|Target Volatility||Allocations between growth and conservative assets is determined based on volatility||Theoretically attractive approach that is beginning to gain traction in the market.,|
|CPPI||Assets are rebalanced between bonds and the underlying||Low perceived cost, but administratively complex and potential for “cash lock”|
|Bond + Call||Bonds provide security and market upside is provided through option exposure||No long term counterparty exposure|
|Option Budget||A budget is established for the purchase of options to provide protection||Relatively simple to administer, but budgets can be ineffective in times of high market volatility|
Futures are rebalanced to replicate any option based strategy
No counterparty exposure and low cost, but can be exposed to market gaps if operations are not robust
|Insurance||Utilise a third party insurer to provide an integrated product solution||Can include longevity risk (lifetime income guarantees) and other guarantees, but introduces long-term counterparty exposure|
How can Milliman help?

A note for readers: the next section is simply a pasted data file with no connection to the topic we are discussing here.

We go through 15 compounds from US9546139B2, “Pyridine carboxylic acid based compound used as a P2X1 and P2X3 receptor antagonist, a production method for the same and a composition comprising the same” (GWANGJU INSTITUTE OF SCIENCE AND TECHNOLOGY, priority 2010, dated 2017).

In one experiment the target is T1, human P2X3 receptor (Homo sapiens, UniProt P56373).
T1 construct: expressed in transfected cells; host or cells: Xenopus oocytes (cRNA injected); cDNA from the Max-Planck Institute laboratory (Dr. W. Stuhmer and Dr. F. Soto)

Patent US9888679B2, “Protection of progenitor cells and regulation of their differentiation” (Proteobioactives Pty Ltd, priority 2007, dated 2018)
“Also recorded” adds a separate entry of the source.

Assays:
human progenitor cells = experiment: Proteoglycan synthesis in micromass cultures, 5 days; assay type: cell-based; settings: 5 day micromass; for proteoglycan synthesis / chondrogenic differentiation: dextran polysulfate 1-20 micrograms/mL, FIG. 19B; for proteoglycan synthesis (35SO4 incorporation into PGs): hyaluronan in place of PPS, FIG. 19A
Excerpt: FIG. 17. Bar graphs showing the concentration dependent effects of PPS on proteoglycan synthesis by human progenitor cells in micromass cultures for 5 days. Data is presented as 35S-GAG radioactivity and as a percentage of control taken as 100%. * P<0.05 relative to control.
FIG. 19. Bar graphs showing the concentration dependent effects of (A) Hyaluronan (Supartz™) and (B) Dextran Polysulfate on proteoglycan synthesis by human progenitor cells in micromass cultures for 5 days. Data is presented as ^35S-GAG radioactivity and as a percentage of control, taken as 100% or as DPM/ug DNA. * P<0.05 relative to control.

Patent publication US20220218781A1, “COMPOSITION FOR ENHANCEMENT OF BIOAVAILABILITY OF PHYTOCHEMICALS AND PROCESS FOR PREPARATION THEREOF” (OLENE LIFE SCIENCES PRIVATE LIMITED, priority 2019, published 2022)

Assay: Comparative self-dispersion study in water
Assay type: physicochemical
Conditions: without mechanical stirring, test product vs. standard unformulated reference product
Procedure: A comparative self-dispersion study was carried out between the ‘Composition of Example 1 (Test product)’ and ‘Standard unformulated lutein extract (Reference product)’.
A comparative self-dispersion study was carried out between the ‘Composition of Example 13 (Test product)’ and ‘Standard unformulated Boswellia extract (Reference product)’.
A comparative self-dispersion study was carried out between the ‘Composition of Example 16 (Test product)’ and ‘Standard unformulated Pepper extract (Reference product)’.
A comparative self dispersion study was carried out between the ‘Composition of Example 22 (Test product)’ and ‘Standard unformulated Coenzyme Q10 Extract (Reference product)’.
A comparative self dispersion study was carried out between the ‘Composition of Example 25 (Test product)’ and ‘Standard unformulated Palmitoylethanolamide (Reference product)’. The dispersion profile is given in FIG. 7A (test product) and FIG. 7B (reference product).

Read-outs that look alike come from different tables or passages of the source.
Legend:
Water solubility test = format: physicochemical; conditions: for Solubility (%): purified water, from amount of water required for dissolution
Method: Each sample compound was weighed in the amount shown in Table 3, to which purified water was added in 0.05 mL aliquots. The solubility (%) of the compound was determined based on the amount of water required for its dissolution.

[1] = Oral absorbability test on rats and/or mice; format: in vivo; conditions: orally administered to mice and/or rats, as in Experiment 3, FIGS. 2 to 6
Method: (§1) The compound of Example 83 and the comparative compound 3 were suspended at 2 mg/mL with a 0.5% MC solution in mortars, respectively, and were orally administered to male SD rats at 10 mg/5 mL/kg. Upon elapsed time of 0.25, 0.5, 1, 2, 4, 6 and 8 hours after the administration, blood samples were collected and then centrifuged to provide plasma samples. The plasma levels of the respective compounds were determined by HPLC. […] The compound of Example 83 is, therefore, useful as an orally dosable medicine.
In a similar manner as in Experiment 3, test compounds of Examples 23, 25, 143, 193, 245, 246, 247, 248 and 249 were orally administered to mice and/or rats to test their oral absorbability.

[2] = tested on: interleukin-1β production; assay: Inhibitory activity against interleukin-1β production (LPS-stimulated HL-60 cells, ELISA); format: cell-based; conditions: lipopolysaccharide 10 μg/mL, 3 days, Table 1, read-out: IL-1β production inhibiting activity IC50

Milliman's experts are available to provide advice and/or help with the implementation, administration, and execution of risk-management strategies.
Advice: strategy, assessment, and development of alternative approaches, member segmentation and testing, pricing, and project management
Implementation: selecting the right partners, RFPs, marketing and communication material, financial planning tools, and member education
Administration: independent administration and oversight of risk-management solutions such as derivative overlay, collateralised vehicles, and insurance pools
Execution: independent execution of derivative strategies
Milliman's FRM global coverage
Milliman's Financial Risk Management (FRM) practice provides 24-hour risk monitoring and coverage from the firm's trading desks in Chicago, London, and Sydney. Utilising a grid computing facility, Milliman monitors guarantee exposures on a real-time basis and provides a global perspective as equity markets around the world are moving.
1 Corrigan, Joshua; Matterson, Wade & Nandi, Sam (July 2009). A holistic framework for life cycle financial planning. Milliman Research Report. Retrieved April 1, 2010, from http://au.milliman.com/perspective/holistic-framework-life-cycle.php.
2 Rowland, Marilyn M. (Spring 2008). All target date funds are not created equal. Milliman Benefits Perspectives. Retrieved April 1, 2010, from http://www.milliman.com/expertise/employee-benefits/publications/bp/pdfs/BP06-10-08.pdf.
Planning for NAIC ORSA
Milliman STAR Solutions–Vega
Operational risk modeling framework